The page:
Comparative assessment of non-invasive imaging in detecting coronary artery disease
2014 (English)In: International Cardiovascular Forum Journal, ISSN 2410-2636, Vol. 1, no 5, 218-225 p.Article, review/survey (Refereed) Published
Coronary artery disease (CAD) has an important impact on the morbidity and mortality in the West and health service resources worldwide. It is therefore crucial to accurately diagnose CAD early, in an attempt to limit its burden on patients and society, potentially by optimum risk stratification, accurate diagnosis and management. Invasive coronary angiography (ICA) is the conventional gold standard imaging investigation for the coronary circulation and assessment of disease severity. However, it is an invasive procedure and is associated with risks, although rare. In addition, it detects luminal stenosis but not the functional importance of those anatomical lesions. Therefore, a wide variety of non-invasive imaging developed to evaluate the presence and severity of CAD, including anatomical techniques e.g. coronary CT that assesses coronary stenosis, and quantifies coronary calcium, hence the burden of atherosclerotic plaques and functional imaging e.g. stress echocardiography, nuclear imaging by SPECT and PET and stress CMR. Selection of the most appropriate imaging, therefore, is challenging and requires knowledge of patients' pre-test probability and prevalence of disease, their advantages and limitations, cost and availability. This review attempts to provide an overview of the current supporting evidence of the role of non-invasive imaging in diagnosing CAD, in addition to its prognostic value, limitations and advantages.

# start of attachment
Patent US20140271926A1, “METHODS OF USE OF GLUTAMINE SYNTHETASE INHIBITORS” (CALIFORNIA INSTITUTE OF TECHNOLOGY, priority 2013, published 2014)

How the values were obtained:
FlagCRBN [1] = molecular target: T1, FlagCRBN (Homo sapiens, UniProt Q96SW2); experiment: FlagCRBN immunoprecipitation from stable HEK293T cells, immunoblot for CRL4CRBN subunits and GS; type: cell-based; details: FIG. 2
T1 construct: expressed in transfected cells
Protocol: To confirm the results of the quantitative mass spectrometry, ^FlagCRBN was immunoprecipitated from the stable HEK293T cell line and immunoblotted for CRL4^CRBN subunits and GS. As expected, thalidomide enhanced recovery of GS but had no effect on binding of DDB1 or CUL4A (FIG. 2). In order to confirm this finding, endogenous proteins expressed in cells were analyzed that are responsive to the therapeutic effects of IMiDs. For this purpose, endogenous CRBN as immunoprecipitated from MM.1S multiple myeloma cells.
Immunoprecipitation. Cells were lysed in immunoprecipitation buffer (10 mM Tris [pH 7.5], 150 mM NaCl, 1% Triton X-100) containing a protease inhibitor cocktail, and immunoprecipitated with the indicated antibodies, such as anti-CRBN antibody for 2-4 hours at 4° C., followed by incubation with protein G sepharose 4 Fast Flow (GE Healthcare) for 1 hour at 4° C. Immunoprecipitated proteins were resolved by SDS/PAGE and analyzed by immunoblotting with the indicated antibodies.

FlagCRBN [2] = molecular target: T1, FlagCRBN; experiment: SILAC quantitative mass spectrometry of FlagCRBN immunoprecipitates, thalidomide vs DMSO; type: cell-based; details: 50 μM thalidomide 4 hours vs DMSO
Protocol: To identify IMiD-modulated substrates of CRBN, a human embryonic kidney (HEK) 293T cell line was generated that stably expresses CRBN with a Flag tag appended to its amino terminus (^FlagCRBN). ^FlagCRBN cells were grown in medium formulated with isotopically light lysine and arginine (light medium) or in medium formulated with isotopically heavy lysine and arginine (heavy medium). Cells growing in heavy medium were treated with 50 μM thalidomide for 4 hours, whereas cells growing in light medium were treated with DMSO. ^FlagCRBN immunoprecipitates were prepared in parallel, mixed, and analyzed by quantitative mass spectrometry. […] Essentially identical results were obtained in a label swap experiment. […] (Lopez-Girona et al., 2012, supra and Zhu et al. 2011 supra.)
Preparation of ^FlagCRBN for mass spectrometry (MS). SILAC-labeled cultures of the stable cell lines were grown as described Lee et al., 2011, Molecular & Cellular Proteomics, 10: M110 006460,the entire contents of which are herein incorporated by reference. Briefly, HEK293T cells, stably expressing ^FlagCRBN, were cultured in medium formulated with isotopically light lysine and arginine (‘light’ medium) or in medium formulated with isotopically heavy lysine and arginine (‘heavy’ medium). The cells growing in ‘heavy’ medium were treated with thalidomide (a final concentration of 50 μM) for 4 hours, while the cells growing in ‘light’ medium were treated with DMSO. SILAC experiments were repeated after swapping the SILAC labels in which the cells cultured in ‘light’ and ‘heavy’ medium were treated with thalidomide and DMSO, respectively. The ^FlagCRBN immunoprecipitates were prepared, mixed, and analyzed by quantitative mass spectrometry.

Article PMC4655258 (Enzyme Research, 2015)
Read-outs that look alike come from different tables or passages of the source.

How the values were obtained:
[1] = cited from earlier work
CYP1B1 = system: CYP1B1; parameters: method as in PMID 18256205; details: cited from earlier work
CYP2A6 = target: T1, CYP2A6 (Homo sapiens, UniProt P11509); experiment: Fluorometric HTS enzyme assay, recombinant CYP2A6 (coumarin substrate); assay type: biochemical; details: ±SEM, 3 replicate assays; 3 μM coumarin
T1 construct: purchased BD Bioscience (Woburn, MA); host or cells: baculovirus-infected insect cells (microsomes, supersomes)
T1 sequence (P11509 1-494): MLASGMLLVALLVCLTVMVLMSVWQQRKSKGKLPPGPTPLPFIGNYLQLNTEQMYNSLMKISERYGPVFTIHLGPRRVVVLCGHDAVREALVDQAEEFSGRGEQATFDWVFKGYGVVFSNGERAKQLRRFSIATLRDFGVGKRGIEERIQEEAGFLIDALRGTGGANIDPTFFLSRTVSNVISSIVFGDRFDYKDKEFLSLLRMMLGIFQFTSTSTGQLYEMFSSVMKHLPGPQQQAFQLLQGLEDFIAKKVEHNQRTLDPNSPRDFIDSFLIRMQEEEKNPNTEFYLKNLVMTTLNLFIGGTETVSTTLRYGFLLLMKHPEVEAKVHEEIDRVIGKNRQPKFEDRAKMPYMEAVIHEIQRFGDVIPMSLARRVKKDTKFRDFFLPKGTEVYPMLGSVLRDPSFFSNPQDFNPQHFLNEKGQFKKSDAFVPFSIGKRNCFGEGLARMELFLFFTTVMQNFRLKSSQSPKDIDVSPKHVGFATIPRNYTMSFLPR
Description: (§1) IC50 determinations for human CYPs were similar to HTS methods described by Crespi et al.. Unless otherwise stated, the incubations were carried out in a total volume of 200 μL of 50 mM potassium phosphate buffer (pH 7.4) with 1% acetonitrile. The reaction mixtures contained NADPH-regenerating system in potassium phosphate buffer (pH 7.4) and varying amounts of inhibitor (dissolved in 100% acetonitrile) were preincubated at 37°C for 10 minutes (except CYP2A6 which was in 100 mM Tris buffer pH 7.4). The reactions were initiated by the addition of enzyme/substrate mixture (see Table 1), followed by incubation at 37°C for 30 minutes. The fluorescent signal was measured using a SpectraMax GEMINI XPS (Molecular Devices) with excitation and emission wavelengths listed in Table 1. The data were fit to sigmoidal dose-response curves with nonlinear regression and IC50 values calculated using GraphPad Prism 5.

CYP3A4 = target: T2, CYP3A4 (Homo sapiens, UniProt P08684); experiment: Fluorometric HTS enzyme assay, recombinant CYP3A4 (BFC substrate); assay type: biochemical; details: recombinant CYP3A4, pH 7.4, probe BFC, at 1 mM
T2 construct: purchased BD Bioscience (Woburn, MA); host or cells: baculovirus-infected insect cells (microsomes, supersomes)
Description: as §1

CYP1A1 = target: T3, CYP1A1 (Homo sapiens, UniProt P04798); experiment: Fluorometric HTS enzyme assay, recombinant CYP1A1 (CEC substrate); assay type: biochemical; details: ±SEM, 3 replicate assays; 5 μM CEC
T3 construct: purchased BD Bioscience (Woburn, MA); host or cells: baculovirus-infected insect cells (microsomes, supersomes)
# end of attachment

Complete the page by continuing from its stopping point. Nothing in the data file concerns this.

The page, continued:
Place, publisher, year, edition, pages
Barcaray International Publishing , 2014. Vol. 1, no 5, 218-225 p.
Cardiac and Cardiovascular Systems
IdentifiersURN: urn:nbn:se:umu:diva-107638DOI: 10.17987/icfj.v1i5.61OAI: oai:DiVA.org:umu-107638DiVA: diva2:848537